On Monday evening the fittingly ambient setting of the renowned Jericho Tavern laid host to a night of chilled acoustic folk and indie rock, put on by Communion, a London based Promotions Company turned record label with an ethos for publicising the music of young aspiring artists from across the country. The doors to the upstairs stage area opened at 7:30pm and when I arrived the bands were still sound checking and making final tuning adjustments, the support acts getting to know each other sitting round a crate a Carlsberg whilst the first few members of the public queued up to buy their tickets. As the numerous advertising posters on tables and walls suggested the line-up consisted of four warm up bands followed by the eagerly anticipated headliner Boat to Row, and with this information in mind I sat down and waited for the show to begin.
As the lights dimmed and the venue started to fill up the first band of the night took to the stage; “Good evening” the lead singer declared as he adjusted his microphone, “we’re Gibraltar and I’m wearing my school uniform”. Running through a quick set of crunchy rough ‘n’ ready Arctic Monkeys inspired indie guitar, fast off-beat drum rhythms and some strong vocals this was a good opener, pretty impressive for a group of college boys still doing their A-levels. White shirt wearing indie outfit Goodnight Lenin played radio-friendly-folk-infused originals and the solo singer Megan Henwood provided an interesting performance with her dark lyrical content juxtaposed against sweet vocals and subtle guitar accompaniment. Out of all the supporting acts the biggest audience reaction however came from the wonderfully talented and charismatic Bobbie Gordon, a female singer-songwriter hailing from south London whose original tone lies somewhere between the vocal talents of Amy Winehouse, Corinne Bailey Rae and Lilly Allen and was set perfectly against a backdrop of smooth jazz guitar and soft percussion.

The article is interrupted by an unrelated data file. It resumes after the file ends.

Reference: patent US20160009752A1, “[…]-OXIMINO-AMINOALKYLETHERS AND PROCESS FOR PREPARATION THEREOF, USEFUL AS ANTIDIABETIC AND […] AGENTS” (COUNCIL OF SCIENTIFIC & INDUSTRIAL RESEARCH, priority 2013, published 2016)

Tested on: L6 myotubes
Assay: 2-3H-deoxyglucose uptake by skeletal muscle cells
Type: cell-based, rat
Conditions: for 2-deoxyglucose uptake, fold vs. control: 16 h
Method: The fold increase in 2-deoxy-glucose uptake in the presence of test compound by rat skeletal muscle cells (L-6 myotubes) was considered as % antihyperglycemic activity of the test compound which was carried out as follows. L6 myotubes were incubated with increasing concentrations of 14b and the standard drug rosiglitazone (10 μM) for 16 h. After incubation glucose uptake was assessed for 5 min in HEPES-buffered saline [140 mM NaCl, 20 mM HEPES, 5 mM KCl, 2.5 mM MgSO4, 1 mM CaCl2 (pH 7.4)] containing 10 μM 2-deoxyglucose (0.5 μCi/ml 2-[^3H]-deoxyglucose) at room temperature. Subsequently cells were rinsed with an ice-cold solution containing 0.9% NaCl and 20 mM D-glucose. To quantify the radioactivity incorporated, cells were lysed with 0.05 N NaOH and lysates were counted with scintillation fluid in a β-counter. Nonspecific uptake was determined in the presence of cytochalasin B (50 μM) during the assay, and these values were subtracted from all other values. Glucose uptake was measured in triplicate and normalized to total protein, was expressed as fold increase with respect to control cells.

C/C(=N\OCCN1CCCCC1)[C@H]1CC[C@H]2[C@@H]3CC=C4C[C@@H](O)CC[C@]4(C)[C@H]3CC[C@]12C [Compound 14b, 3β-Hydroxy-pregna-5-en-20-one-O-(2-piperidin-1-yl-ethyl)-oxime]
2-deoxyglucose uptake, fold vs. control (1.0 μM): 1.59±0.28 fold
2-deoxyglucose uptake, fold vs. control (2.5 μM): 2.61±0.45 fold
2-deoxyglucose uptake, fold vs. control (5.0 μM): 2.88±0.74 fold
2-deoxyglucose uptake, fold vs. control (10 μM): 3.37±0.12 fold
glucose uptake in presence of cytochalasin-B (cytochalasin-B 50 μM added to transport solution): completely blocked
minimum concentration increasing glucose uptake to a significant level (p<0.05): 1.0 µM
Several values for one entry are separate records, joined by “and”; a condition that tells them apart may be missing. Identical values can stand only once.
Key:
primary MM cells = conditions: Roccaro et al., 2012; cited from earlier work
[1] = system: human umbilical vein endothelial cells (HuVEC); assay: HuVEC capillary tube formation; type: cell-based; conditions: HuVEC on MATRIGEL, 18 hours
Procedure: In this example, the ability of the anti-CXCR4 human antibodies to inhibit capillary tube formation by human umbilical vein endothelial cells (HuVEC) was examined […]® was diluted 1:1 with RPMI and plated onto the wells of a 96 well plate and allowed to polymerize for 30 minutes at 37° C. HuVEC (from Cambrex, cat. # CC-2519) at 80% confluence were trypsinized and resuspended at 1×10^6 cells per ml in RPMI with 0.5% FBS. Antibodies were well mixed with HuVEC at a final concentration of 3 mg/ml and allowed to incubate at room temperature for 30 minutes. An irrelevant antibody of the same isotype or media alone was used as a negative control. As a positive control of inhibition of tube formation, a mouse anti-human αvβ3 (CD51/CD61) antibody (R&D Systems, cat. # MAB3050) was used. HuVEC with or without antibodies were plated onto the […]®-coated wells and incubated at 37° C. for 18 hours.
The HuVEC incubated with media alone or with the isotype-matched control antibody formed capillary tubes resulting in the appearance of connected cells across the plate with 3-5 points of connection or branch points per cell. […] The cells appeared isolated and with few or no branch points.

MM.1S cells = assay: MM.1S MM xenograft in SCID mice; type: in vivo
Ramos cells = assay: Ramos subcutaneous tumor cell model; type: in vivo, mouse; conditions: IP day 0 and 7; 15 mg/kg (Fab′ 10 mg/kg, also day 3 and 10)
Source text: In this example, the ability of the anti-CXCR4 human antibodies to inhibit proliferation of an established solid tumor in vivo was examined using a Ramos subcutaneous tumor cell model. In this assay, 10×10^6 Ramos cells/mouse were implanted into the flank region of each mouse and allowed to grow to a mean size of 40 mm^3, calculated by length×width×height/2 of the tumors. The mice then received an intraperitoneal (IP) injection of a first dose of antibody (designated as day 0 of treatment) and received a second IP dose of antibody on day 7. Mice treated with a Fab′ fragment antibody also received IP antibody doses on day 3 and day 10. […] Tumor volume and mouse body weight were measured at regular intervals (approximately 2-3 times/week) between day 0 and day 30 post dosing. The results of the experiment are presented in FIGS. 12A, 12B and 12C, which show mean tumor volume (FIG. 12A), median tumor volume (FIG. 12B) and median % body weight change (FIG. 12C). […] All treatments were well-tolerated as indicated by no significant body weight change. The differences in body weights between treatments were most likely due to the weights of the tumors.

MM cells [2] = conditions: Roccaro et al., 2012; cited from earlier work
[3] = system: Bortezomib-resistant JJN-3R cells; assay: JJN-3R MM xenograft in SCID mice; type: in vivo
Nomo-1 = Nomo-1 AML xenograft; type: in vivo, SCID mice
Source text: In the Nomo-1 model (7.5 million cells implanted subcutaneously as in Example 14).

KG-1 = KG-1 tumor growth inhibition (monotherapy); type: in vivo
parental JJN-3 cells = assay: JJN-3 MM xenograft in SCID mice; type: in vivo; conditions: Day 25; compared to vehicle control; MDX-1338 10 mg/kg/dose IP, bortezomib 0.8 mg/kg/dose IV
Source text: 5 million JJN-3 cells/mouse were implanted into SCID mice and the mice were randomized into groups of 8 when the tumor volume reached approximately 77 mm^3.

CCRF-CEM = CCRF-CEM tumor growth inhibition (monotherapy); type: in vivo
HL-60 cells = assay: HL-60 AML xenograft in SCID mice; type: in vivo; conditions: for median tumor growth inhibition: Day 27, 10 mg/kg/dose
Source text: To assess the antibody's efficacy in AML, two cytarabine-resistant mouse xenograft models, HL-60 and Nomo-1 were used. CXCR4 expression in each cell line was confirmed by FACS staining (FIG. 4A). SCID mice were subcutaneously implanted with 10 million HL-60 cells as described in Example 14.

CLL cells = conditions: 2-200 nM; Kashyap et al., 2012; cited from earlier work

After a short transition period where ‘Alan the Soundman’ made his final lighting and technical alterations, Boat to Row finally took to the stage about 10:30pm. Dressed in desert boots, big jumpers and denim shirts the band looked like your typical aesthetically pleasing indie folk band but it wasn’t until they started playing that I realised just how talented and professional they really were.
The band played seven songs in total, mixing their set with tracks from their new EP Grassmarket and a selection of older and newer records that really got the crowd going. Notable highlights include the intricate finger picking and complex harmonies achieved on ‘Freedom’ and single ‘A boat To Row, To Row To You’, the close vocal interaction and harrowing violin melody incorporated in ‘Priscilla And James’ and the interweaving instrumental changes in dynamics and texture on new track ‘Ode To Work A day’. With good interaction with the audience between songs and an ability to command the stage confidently, Boat To Row certainly had the biggest cheer of the night and there really is something quite compelling about watching a group of performers simply having fun on stage. It’s what being in a band should be all about.
After the show I managed to catch up with lead singer Michael King and question him about Boat To Row’s plans for the summer ahead, telling me enthusiastically their involvement with “Truck Festival, 2000 trees, Big Sessions in Leicester and maybe Bestival. So yeah bring it on!” A busy time indeed for these young indie folk hopefuls.
It’s not often that I can come away from a gig feeling thoroughly impressed and content with all the bands that have performed during an evening of live music, (as I’m sure we’ve all experienced the same mediocre shows shuffling our feet awkwardly at the back willing some oblivious starry eyed warm-up act to end their set early) but I think it’s safe to say that the talent showcased that night at the Jericho Tavern was one of those rare moments of clear musical cohesion. Although there is the obvious danger of their music being lost at sea amongst the overshadowing popularity of similar artists such as Ben Howard and Benjamin Francis Leftwich, it’s clear that Michael King’s optimism envisages big things for Boat To Row over the coming year and perhaps rightly so, because if their musical direction continues to steer them on a wave of beautiful harmonies and intricate arrangements I’m sure they’ll be sailing into an exciting and promising future.
Photo by Sarah Louise Bennett